60 percent of Android smartphones returned to the store aren’t actually broken. And if InnoPath’s new Mobie app gets widespread adoption, they may not actually get returned in the first place.
Believe it or not, we’ve come to a place in this world where your phone needs a condom, too.
A group of researchers successfully slid malware past Apple’s safeguards and into the iOS App Store — a scary exposure for the operating system often touted as one of the safest in the industry.
Sentinal Labs knows everything your computer is doing and can tell when that flow is being disrupted by something malicious.
Sponsored Post Smartphones are starting to attract malware, just as PCs have for years. What can you do about it?
A staggering 267,259 mobile apps are triggering SMS trojans, exploiting security holes, stealing private data, and building botnets, according to a study released today by security firm Juniper.
iPhones are at risk not just from downloading apps that steal contact lists or clicking on malicious links. Now hackers can spread malware through cracked chargers.
Guest Post While many companies promise to deploy two-factor authentication, it may not protect us as well as we hope.
Microsoft may knock Google’s search results, but its Google that’s doing a better job of blocking malicious sites.
Over the last four years hackers have targeted 35 gaming companies around the world, according to new research.
Clicked on any weird links in Skype lately? Your computer might be mining Bitcoins for a hacker.
The recent hack on Facebook was traced back to one infected website called iPhoneDevSDK.com, but now it seems there may have been up to three infected websites involved.
Android malware has reached a new, dangerous high — at least if you believe F-Secure.
The earliest version of Stuxnet we knew of dated back to 2009. Today, Symantec uncovered an earlier malware thought to be Stuxnet 0.5, created in 2005.
Facebook was hacked last month, though it promises no user data was compromised.
A news outlet in Iran says that the Stuxnet virus attacked two of its facilities — a power plant and the Culture Ministry — and believes the U.S. and Israel are behind the strike.
The FBI, with the help of Facebook’s security team, arrested a number of people involved with the Yahos malware, which affected over 11 million people.
Dave DeWalt — known for his big personality, top-secret government clearance, and work as former chief executive at McAfee — is taking over as chief executive for security company FireEye today. He hopes to lead the company to an IPO quickly.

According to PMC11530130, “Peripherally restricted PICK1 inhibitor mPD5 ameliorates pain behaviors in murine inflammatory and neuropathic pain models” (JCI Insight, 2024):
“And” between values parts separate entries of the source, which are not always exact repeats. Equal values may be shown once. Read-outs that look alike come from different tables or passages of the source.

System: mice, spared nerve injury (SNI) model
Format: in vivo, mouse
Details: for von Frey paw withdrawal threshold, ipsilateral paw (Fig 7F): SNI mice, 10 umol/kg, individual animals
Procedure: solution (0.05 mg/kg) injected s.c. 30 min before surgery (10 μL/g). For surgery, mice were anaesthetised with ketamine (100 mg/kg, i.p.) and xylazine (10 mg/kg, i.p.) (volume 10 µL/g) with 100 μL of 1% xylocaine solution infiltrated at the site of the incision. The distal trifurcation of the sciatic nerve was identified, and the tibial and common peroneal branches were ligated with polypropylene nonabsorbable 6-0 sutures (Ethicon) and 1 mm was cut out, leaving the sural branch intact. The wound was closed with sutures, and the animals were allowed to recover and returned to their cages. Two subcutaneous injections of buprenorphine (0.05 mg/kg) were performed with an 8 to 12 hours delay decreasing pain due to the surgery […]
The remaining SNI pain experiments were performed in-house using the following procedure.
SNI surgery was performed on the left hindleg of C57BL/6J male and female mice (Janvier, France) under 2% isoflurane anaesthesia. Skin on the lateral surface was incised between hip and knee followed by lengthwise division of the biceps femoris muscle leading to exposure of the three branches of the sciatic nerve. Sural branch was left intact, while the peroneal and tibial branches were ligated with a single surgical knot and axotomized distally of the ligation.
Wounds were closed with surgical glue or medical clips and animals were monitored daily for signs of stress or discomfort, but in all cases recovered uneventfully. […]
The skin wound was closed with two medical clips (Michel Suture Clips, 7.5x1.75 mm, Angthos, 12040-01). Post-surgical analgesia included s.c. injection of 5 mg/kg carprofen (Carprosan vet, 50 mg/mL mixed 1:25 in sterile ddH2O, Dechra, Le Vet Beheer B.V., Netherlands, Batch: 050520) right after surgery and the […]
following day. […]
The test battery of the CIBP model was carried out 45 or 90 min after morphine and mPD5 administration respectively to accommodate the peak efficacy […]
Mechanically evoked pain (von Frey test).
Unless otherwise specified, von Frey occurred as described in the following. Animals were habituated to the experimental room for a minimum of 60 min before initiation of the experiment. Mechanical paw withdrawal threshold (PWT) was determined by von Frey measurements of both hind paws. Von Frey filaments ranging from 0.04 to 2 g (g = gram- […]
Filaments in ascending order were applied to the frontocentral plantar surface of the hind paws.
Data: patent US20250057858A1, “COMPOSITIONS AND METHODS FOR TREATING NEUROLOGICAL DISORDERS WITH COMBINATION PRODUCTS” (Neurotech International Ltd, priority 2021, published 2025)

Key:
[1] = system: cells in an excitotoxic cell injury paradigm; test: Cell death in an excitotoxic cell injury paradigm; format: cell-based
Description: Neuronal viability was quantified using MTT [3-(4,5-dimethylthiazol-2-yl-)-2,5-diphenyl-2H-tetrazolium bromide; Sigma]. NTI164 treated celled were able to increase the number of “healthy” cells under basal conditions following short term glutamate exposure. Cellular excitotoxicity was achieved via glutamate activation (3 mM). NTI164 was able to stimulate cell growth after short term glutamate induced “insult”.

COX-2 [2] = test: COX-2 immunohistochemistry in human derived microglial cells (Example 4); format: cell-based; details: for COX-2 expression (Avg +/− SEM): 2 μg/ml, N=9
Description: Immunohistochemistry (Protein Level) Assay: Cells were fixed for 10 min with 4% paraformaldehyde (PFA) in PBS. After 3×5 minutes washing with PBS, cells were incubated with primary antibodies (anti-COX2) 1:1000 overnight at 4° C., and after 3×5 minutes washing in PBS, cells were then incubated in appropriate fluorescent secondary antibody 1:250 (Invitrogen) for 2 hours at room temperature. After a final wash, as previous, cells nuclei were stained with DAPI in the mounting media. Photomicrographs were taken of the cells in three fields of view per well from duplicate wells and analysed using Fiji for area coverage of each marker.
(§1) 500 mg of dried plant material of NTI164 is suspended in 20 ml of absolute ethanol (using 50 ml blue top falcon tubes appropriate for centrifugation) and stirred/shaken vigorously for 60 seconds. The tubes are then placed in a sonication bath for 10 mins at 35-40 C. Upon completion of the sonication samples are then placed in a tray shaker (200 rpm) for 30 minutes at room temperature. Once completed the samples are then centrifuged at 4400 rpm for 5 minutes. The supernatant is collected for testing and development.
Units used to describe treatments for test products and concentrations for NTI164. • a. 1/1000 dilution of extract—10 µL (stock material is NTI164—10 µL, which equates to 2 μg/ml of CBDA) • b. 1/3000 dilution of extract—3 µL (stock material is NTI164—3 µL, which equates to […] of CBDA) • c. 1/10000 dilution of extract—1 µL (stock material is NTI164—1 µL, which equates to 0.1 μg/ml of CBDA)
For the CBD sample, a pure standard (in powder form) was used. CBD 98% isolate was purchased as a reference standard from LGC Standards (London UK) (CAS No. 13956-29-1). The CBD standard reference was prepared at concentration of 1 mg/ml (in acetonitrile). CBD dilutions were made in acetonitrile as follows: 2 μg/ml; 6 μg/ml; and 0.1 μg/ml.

A special White House investigation couldn’t find any evidence of Chinese spying through Huawei telecommunications systems, though the U.S. recently warned businesses using the vendor that it “cannot be trusted to be free of foreign state influence.”
It sucks when your PC gets clogged with viruses, slows to crawl, and generally makes your life miserable. But what if it put your life in danger? With medical facilities all around the United States running outdated software that can’t install new security patches, that very well may become the case.
Researchers announced a new malware called miniFlame today that may be monitoring and stealing data from specific, highly profitable victims. It is a sister to the Flame malware that made headlines earlier this year.
It looks like the latest targets for malware writers are hopeful downloaders of Rovio’s Bad Piggies game.
Sometimes it’s hard to imagine just how contagious a botnet can be, and then sometimes you see them from space. Security researchers at F-Secure created this look at ZeroAccess botnet infections today, across the United States and the world.
Flame, the malware related to the infamous Stuxnet that hit Iranian nuclear systems in 2010, may have three sisters in the wild, according to new research by Russian security firm Kaspersky Lab.
Duo Security’s app X-Ray found that over 50% of Android have unpatched vulnerabilities.
Companies like Google have to be especially cautious when it comes to security. They build out whole departments dedicated to protecting its internals, so it’s no wonder the search giant bought its own little security company today, VirusTotal.
Toll fraud — no, it’s not driving through the E-Z pass lane when you pay cash. It’s a growing threat to your smartphone, one of the biggest of the year, according to a recent study by security company Lookout Mobile.
Mobile malware has exploded this year, growing almost 700 percent over 2011 numbers. Almost all of it, perhaps 85 percent, targets smartphones running Android.
Oracle patched the hole in Java 7 that allows hackers to secretly download malware to your computer today, in an uncharacteristic update to its software. But it seems the company knew about the issue far longer than the rest of us.
A new vulnerability in Java 7 may let hackers attack Apple computers, bringing back memories of the recent Flashback trojan that may have been stealing up to $10,000 a day in ad revenue.
Researchers at security firms Kaspersky Lab and Crysys Lab released tools today to detect if your computer is infected by the Gauss virus, a piece of malware that focuses on stealing bank account login credentials.
Kaspersky Lab announced a new piece of malware that specializes in obtaining login information for bank accounts in the Middle East. It’s called Gauss and is linked to Flame, Stuxnet, and Duqu.
Online security company Bit9 just announced the close of $34.5 million funding from some of the biggest names in venture capital. This is Bit9′s fourth round, and it’s led by Sequoia Capital. The round also includes existing investors Atlas Ventures, Highland Capital Partners, Kleiner Perkins Caufield & Byers, and .406 Ventures.